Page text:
Education is an aspect of socialization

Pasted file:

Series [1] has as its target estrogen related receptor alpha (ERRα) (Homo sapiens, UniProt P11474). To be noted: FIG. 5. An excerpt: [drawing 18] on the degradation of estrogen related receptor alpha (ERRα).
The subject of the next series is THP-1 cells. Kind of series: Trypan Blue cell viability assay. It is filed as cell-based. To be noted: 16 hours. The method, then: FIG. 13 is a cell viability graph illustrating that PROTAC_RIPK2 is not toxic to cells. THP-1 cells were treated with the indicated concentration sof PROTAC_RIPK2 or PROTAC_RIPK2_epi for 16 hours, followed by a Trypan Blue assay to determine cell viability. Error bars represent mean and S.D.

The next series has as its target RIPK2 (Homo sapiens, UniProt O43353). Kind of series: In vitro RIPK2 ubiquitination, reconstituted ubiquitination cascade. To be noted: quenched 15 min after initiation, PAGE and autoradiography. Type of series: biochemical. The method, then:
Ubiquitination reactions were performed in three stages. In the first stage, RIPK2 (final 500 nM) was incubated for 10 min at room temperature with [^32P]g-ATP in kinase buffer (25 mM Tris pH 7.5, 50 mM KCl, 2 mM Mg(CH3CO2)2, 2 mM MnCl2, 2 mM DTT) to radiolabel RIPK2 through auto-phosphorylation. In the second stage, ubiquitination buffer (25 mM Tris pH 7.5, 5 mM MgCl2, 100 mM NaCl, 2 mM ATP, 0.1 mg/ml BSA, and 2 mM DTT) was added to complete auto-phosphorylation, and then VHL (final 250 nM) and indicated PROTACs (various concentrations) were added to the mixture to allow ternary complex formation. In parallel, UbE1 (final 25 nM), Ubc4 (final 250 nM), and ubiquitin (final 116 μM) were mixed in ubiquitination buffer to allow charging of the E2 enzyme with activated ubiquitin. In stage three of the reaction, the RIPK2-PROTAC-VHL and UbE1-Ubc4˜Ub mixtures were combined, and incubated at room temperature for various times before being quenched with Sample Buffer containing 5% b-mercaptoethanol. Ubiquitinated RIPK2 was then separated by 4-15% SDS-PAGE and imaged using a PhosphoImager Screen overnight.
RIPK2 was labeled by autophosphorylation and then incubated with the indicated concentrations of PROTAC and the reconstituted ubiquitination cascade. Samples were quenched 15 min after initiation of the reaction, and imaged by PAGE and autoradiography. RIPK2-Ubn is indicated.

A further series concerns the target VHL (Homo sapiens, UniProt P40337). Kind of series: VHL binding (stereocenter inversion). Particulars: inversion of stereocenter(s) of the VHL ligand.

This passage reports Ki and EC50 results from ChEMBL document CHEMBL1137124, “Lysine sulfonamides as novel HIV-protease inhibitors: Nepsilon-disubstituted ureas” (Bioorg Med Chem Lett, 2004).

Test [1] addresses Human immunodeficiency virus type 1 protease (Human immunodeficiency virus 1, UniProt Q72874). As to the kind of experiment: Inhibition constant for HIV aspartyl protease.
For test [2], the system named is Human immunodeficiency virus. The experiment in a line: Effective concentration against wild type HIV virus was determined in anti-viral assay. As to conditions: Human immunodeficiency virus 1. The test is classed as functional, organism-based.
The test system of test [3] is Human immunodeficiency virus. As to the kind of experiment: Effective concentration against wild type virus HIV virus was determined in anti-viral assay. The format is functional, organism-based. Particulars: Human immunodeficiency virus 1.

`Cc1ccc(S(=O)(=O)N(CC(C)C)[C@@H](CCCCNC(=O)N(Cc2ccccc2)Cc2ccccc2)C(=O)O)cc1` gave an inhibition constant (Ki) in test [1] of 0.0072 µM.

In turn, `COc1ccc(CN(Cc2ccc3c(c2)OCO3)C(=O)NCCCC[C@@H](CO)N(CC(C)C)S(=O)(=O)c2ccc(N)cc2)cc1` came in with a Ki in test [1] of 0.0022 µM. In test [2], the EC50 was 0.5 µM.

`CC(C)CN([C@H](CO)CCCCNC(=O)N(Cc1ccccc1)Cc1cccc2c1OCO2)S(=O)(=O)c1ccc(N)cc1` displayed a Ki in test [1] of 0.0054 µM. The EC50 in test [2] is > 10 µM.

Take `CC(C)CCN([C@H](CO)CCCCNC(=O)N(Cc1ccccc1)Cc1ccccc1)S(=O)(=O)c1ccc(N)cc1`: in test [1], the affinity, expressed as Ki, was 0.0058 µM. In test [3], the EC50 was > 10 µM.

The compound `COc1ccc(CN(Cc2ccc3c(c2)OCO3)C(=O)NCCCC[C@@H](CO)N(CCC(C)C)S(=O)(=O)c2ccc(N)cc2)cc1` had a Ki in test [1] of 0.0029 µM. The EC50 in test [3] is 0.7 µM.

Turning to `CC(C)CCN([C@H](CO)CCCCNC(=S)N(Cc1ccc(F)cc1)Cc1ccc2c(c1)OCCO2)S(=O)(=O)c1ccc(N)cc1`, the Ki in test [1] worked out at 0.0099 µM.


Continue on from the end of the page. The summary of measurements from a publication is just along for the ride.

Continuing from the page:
Education is an aspect of socialization which involves the acquisition of knowledge and learning of skills. It shapes moral values through formal transmission. Education is defined as the knowledge, skill, and development gained from training or studying and, Socialization, Frohberg,(1997).  the process whereby an individual learns to adjust to a group (or society) and behave in a manner approved by the group (or society). According to most social scientists, socialization essentially represents the whole process of learning throughout the life course and is a central influence on the behavior, beliefs, and actions of children. Socialization plays an important part in shaping students and their roles in society, through institutions like education and consequently the workplace as seen through the conflict perspectives. The conflict perspectives put forward by Karl Marx (1818-1883) sees education not as a social benefit or opportunity but as a powerful means of maintaining power structures and creating a tame workforce that is maintaining social inequality and preserve the power of those who dominate society. Teachers treat lower-class children like less competent students, placing them in lower “ tracks” because they have generally had fewer opportunities to develop language, critical thinking, and social skills prior to entering school than middle and upper class children are placed in lower tracks, lower-class children are trained for blue-collar jobs by an emphasis on obedience and following rules rather than autonomy, higher-order thinking, and self-expression. Since private schools are expensive and generally reserved for the upper classes, they benefited from having qualified teachers, integration of technology in their classrooms, more resources such as text books and labs while in the public schools system, especially those that serve the poor, are underfunded, understaffed, and growing worse. Students who attend the private schools normally attend the best colleges and get scholarships while those who attend public school upon completion normally attend technical and vocational schools since they cannot afford to pay college tuition and the interest on student loans can be high. Schools are also powerful agents of socialization that can be used as tools for one group to exert power over others — for example, by demanding that all students learn English, schools are ensuring that English-speakers dominate students from non-English speaking backgrounds. Many conflict theorists argue, however, that schools can do little to reduce inequality without broader changes in society. According to conflict theorists, schools train those in the working classes to accept their position as a lower-class member of society. Conflict theorists call this role of education the “ hidden curriculum. ” This does not place emphasis on the test or lesson content but the form that teaching and learning takes and the way that schools are organized. This is what student learns from the experience of attending school. The hidden curriculum shapes the future work force in many different ways. Students obey orders and have little control over subject choice; this is evident in many public schools where students are given rules to abide by and once broken they may be given written warning then suspension. Time tabling is an issue where student might want to explore varying subjects areas but because of subject pairing students end up doing subjects they have little or no interest in, adversely in the workplace these said students are bombarded with rules that they will have to conform and if broken you are given verbal, then written warning then if persist then you are suspended. Bowles and Gintis and Willis provide evidence to hold up their claims, they say that there is a close relationship between the interactions in the classroom to those in the workplace. Schools do reward for personality traits rather than academic abilities adversely in the work place this create a workforce that is imaginative and easy to manipulate simply because workers will believe that once they have a good personality they will get ahead and be promoted not based on hard work, conformity and obedience. And some students who learn to live with what they see as the boredom of school are prepared for the monotony of low-skilled dead end jobs those jobs with no upward mobility. Another perspective brought on by Marxist and other sociologist is that they believe that education serves the interest of the powerful that maintains power and there is a link between the education system and the economy. This is evident in our education system; the fulfillment of education is closely linked to social class. Students of low socioeconomic status are generally not afforded the same opportunities as students of higher status, no matter how great their academic ability is or their desire to learn. Imagine someone from a working-class home who wants to do well in school. Teacher gave the class an essay paper on Monday that is due on Friday. Monday evening, a particular student might have to babysit his younger sisters and brothers while his mother works. Tuesday and Wednesday, the student works stocking shelves at a supermarket after school until 10: 00 p. m. By Thursday, the only day he might have available to work on that essay assignment, he is so exhausted he can’t bring himself to start the paper. His mother, though she would like to help him, is so tired herself that she is not able to give him the encouragement or support his needs, and since she did not complete high school, she has difficulty with some of his educational materials. They also lack a computer and printer at home, which most of his classmates have, so they have to rely on the public library or school system for access to technology. As this story shows, many students from working class families have to contend with helping out at home, contributing financially to the family, poor study environments and a lack of support from their families. This is a difficult match with education systems that adhere to a traditional curriculum that is more easily understood and completed by students of higher social classes. There have been many changes made to the structure of the education system throughout the past century but from the conflict perspectives some are still evident. At the ministry’s level the hidden curriculum is also manifested in the fragmentation of the subjects taught at school. The student during the course of the day is exposed to one subject area after another with little connection being made between the lessons taught in the various subject. Bowles and Gintis (2004) maintain that schools assesses pupils based on a set of characteristics contained in the unwritten and untaught rules which illustrate unfairness in assigning marks and grades in schools. Emphasis are placed on some subject areas since the workforce required these students for example a lot of emphasis is place on business subjects since our main industry is Tourism and the business subjects enables them to relate to making Tourism more attractive. Marxist spoke about the two groups that makes up society the rich and powerful versus the working class where they engaged in an ongoing struggles for improvement or maintenance of their quality of life. Teachers need to relate to students not based on their status in society but on the merit that each student learns differently and to be mindful of them. In school its evident that class background is directly related to grades since pupils with an upper class background possess the social characteristics, for example, perseverance, consistency and punctuality, characteristics that teacher employ as the basis for accessing performance. their background.